Here are some of my favorite moments, moments that touched my heart or made me laugh, during the XXX Summer Olympiad.
The moment of silence during the opening ceremonies for those who served and died in the world wars.
Watching the seven-headed creature wearing a big shirt with seven neck holes cheering for Brasil at the Brasil/Italy men’s volleyball game. Such creativity! I love it.
I’ve decided I need a 20 foot ombre ribbon to follow me around making pretty circles and swirls all day long. And I need a bowler hat with a light bulb on the top of it.
Oscar Pistorius. I don’t need to say any more about that one.
Mo Farrah and his mile wide smile. (Check out this photo of Mo and Bolt imitating each other.)
Manteo Mitchell running the first leg of the men’s 4x400m relay qualifying heat on a broken leg. I watched the broadcast of that and the commentators were saying he ran it too slow and didn’t give the US enough of a start that they’d need and how the following three really pulled it out for him. The next morning I watched that same commentator say how off they were because they had no idea he was running on a broken leg and how amazed they were he was able to run as fast as he did knowing what they now knew.
Grenada winning it’s first medal and the sportsmanship shown by Kirani James in the semifinals.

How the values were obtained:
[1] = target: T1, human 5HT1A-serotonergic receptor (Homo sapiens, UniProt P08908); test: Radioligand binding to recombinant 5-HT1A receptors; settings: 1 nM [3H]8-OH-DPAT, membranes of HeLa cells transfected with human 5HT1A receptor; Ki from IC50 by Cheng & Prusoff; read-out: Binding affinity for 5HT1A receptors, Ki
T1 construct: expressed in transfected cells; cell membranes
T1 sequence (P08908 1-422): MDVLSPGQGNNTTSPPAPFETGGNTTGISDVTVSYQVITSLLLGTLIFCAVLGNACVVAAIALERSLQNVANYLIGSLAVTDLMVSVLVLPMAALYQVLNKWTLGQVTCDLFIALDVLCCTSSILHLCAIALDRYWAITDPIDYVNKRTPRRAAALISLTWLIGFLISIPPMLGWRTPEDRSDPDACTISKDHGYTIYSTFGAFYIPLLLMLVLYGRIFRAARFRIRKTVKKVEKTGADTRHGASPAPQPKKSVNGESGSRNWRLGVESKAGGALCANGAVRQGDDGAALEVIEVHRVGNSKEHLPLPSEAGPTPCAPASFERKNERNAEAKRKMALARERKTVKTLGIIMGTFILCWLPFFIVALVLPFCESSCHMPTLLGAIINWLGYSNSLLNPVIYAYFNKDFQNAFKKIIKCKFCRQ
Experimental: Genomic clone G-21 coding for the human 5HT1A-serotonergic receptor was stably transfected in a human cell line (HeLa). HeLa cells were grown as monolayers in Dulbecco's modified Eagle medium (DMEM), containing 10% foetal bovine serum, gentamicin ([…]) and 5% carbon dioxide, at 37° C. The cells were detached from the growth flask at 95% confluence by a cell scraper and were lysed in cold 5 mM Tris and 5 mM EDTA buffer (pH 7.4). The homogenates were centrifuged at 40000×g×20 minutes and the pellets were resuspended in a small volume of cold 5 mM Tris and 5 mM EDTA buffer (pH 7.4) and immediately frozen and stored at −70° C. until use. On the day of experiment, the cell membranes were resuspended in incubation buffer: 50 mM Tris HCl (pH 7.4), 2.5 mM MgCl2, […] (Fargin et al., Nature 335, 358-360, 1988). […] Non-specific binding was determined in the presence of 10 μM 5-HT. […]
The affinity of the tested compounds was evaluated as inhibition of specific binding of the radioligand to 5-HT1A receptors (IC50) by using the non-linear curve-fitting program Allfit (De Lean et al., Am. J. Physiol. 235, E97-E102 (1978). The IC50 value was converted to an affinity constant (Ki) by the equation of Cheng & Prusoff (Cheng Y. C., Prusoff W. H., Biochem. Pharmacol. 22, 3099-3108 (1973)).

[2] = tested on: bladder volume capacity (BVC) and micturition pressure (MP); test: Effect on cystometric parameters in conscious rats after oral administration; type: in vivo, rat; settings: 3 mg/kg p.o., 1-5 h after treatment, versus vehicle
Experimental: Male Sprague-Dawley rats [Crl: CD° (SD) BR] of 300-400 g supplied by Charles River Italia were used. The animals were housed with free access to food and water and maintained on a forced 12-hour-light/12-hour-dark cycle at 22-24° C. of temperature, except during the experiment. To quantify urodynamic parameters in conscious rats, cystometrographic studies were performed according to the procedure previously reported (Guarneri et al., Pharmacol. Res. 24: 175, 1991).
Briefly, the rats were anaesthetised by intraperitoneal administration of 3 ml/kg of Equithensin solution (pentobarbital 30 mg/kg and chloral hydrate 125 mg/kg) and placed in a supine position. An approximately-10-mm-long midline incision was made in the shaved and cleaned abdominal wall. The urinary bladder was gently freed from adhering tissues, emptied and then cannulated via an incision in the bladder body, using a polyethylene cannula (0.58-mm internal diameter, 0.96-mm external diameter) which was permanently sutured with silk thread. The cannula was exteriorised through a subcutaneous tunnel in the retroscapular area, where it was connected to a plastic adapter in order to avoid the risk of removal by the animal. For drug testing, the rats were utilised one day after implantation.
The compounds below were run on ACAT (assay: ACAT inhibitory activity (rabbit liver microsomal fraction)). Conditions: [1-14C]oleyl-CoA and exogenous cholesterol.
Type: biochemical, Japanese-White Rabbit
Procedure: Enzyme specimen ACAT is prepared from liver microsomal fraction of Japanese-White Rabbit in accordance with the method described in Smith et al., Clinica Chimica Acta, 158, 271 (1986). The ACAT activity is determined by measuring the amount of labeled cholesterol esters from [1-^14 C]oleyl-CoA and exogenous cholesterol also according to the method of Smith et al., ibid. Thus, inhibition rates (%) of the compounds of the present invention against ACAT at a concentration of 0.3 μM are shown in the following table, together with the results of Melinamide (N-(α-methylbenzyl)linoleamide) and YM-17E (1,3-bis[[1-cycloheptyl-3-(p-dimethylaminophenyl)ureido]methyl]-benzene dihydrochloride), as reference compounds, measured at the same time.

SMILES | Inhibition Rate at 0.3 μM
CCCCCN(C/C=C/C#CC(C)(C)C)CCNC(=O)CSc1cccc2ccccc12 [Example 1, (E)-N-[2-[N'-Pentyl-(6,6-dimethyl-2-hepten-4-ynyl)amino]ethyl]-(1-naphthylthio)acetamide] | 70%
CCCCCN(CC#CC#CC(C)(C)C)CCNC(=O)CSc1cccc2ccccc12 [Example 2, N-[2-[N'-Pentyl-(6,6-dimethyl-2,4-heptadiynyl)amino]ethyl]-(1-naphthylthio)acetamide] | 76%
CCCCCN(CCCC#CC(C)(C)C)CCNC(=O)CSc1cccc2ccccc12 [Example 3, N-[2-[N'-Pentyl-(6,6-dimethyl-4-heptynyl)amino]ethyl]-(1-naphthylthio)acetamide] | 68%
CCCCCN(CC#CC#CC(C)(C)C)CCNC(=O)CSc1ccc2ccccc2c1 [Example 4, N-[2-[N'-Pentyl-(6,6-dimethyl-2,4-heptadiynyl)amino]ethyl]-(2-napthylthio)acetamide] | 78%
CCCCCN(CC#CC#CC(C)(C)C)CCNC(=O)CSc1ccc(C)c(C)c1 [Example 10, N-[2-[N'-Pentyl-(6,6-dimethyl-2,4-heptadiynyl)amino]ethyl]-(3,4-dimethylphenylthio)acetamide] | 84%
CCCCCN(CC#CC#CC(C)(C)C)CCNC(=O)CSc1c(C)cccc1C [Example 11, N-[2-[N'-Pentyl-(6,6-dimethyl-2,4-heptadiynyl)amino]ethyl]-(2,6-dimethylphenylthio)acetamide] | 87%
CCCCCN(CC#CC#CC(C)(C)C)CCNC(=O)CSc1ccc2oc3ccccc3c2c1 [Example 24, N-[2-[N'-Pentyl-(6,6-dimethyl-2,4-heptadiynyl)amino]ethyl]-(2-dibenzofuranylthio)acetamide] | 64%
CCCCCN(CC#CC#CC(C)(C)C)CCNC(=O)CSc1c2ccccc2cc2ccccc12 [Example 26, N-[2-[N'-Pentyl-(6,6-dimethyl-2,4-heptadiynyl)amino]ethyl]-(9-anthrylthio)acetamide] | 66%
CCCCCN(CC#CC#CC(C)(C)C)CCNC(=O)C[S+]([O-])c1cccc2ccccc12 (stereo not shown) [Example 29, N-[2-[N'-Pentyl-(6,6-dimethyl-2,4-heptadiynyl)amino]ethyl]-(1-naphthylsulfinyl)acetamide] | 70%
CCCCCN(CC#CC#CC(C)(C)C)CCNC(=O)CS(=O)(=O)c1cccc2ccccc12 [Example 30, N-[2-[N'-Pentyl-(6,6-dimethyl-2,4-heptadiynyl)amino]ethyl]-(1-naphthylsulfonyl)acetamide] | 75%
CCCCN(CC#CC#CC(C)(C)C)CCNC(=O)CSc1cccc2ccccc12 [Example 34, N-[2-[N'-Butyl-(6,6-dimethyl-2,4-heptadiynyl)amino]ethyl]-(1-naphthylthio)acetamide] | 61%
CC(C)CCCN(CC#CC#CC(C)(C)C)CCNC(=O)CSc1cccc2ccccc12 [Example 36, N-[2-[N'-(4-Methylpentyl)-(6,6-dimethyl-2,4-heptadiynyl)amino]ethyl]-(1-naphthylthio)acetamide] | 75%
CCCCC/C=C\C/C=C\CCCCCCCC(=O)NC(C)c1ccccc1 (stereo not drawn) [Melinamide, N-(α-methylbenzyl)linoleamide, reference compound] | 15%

Tsepo Ramonene of Lesotho finishing the men’s marathon. It reminded me of the story of John Stephen Akhwari from Tanzania at the 1968 Olympic marathon in Mexico City, who said, upon finishing last, “My country did not send me 5,000 miles to start a race, they sent me to finish it.” Sometimes it takes a lot of courage to start, but sometimes it takes even more to finish.
I loved that I had the time and means to watch as much of the Olympics as I did. I saw at least some of everything. I loved learning so much about all the different extremes the human body can be pushed to. The basketball was the only thing that bored me.
Brett’s participation is always worth a laugh. Here’s his “I’m a gymnast that just won silver medal and I am not impressed” look.
British commentators on the men’s marathon. Truthfully, I need British people commentating on my marathons. Or any other part of my life really.
Brothers competing in the men’s triathlon together.
Giving your all and collapsing at the end. The volunteers who caught the athletes when they finished utterly spent. Hugs and tears. Victory laps. The determination to keep going even when winning wasn’t possible. The personal bests, season bests, and national records that were set even if they didn’t win.
Thank you London, for the memories and the inspiration. It reminded me that we can all reach higher, stronger, and faster in our lives.